Online grading platform: A mixed methods approach to measuring impact on grading experience

Jason Bazylak, Kionne Aleman

Abstract


Nearly a decade ago a large first year engineering design course moved the collaboratively written
design report assignments to an online platform. The switch was made using an existing online word
processing tool, Google Drive, that allow for simple sharing and commenting. The students use the
online tool to write their assignments, and members of the teaching team use the same tool to coach and
grade the assignments. Anecdotally there was initially significant evaluator resistance to the
implementation of the online grading platform. This initial resistance has been overcome and the online
tool continues to be used today. Anecdotal feedback from the teaching team now praises the online
grading platform as increasing quality of feedback, but at the expense of increased marking time. Until
recently the exams in the same course are still written and marked on paper in the traditional style. For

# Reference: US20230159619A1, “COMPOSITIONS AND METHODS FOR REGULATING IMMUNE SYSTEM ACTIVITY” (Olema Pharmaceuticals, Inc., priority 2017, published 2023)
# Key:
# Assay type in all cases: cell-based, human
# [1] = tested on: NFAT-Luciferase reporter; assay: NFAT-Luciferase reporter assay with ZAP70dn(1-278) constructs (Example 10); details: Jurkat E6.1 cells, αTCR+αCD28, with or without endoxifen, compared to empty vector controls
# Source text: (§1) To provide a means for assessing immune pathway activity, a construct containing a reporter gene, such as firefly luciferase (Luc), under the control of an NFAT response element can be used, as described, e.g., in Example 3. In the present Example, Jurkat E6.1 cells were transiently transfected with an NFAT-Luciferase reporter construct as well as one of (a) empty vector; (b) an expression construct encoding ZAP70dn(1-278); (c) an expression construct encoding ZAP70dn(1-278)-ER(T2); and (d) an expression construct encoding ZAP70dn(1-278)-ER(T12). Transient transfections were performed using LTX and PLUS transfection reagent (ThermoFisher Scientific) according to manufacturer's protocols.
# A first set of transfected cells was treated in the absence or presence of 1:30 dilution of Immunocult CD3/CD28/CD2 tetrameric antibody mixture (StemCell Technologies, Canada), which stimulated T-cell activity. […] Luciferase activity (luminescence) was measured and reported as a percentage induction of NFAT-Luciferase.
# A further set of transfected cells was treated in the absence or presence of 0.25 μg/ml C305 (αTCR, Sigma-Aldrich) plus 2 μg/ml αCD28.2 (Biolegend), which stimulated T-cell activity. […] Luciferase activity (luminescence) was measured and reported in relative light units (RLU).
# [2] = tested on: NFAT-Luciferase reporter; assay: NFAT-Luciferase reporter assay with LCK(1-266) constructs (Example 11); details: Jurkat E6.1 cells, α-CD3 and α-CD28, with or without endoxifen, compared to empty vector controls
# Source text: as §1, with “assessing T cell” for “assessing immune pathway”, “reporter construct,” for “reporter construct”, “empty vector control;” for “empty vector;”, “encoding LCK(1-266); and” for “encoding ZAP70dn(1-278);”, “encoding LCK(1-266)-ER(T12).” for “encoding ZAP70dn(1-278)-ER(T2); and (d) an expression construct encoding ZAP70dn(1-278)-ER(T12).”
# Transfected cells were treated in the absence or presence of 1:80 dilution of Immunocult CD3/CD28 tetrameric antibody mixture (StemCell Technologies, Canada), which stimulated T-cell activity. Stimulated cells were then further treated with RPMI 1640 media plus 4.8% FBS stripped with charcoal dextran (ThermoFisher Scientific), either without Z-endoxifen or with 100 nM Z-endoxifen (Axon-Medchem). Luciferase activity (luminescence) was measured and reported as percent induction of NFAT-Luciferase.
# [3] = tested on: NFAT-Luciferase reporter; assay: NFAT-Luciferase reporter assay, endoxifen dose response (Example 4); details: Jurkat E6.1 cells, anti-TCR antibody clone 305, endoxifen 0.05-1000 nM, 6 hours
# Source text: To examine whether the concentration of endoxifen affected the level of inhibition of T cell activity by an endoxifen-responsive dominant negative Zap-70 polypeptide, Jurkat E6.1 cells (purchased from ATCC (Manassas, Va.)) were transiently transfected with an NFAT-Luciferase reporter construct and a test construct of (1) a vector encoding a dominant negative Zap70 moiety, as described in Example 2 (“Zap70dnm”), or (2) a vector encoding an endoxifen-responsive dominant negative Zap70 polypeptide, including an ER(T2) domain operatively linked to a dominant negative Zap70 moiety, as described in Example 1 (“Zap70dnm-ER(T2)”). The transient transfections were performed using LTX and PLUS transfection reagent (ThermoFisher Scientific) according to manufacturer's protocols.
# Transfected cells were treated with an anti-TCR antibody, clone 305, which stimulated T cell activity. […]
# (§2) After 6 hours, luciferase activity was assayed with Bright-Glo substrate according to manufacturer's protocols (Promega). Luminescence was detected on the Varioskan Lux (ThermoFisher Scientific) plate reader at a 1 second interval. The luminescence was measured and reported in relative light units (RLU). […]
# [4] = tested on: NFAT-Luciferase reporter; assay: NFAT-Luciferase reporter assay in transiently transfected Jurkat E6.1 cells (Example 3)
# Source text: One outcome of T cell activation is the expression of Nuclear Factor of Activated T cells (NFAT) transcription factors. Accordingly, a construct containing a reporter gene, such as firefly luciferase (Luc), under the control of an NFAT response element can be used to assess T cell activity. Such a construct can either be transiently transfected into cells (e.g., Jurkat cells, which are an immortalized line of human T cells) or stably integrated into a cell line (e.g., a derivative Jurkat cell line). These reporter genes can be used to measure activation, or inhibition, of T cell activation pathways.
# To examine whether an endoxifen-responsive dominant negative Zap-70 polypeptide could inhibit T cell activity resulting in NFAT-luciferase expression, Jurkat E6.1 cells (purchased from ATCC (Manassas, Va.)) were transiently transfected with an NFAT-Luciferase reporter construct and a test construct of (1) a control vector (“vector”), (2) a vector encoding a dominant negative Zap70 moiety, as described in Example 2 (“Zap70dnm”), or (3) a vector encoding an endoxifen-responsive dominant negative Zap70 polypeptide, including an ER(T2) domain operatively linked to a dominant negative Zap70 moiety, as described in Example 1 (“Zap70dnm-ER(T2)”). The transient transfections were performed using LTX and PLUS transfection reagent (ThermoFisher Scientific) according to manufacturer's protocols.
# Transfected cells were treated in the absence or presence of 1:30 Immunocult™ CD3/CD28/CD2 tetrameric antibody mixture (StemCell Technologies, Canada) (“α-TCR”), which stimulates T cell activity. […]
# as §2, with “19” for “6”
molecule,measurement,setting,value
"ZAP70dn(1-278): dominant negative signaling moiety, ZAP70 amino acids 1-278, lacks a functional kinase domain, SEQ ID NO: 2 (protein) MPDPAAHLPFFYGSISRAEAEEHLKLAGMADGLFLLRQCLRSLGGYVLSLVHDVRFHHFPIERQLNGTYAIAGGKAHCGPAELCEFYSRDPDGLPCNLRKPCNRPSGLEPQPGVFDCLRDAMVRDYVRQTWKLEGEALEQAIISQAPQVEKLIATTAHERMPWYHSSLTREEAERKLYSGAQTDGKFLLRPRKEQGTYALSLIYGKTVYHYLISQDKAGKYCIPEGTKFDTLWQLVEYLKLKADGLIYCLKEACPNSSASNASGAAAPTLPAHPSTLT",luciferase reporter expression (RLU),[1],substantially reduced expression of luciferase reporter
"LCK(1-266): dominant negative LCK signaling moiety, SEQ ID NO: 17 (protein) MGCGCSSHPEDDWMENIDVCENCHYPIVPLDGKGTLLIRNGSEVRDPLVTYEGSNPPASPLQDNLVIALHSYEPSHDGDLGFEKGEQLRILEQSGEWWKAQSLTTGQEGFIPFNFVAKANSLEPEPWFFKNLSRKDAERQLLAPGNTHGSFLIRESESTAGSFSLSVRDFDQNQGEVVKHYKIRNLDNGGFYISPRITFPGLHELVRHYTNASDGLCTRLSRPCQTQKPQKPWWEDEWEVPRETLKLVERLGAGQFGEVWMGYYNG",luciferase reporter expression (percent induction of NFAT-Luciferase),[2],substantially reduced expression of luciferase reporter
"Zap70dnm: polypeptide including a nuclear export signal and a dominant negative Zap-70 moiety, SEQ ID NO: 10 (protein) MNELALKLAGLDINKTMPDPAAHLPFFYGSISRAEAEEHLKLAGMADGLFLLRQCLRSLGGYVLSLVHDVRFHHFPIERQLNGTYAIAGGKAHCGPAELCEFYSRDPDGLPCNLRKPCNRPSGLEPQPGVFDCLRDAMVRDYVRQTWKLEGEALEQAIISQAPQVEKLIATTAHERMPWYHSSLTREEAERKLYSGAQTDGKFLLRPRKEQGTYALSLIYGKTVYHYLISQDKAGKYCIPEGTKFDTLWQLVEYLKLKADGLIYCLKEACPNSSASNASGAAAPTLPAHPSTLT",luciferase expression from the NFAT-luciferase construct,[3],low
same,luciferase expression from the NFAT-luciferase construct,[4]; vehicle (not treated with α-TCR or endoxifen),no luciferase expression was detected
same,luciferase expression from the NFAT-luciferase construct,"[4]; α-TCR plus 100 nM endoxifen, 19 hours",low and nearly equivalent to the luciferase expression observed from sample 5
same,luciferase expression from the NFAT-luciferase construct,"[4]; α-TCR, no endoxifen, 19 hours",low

the first time the teaching team has adopted another online grading platform, Crowdmark. This tool
allows for the digitization, online grading, and digital distribution of paper exams. In anticipation of
evaluator resistance, this study will explore how use of this system impacts the quality of the grading
experience for evaluators, including time on task and satisfaction with the process. This study will use a
multiphase mixed methods design with an initial phase of convergent parallel design focusing on
quantitative analysis. Time study data measuring time on task for evaluators will be converged with both
quantitative and qualitative survey data collected from the evaluators. In the second phase, individual
evaluators who struggled with the online grading platform, indicated either by low marking speed or
direct feedback, will be interviewed. These interviews will be analysed using a qualitative, thematic
analysis to determine the cause and severity of the issues.

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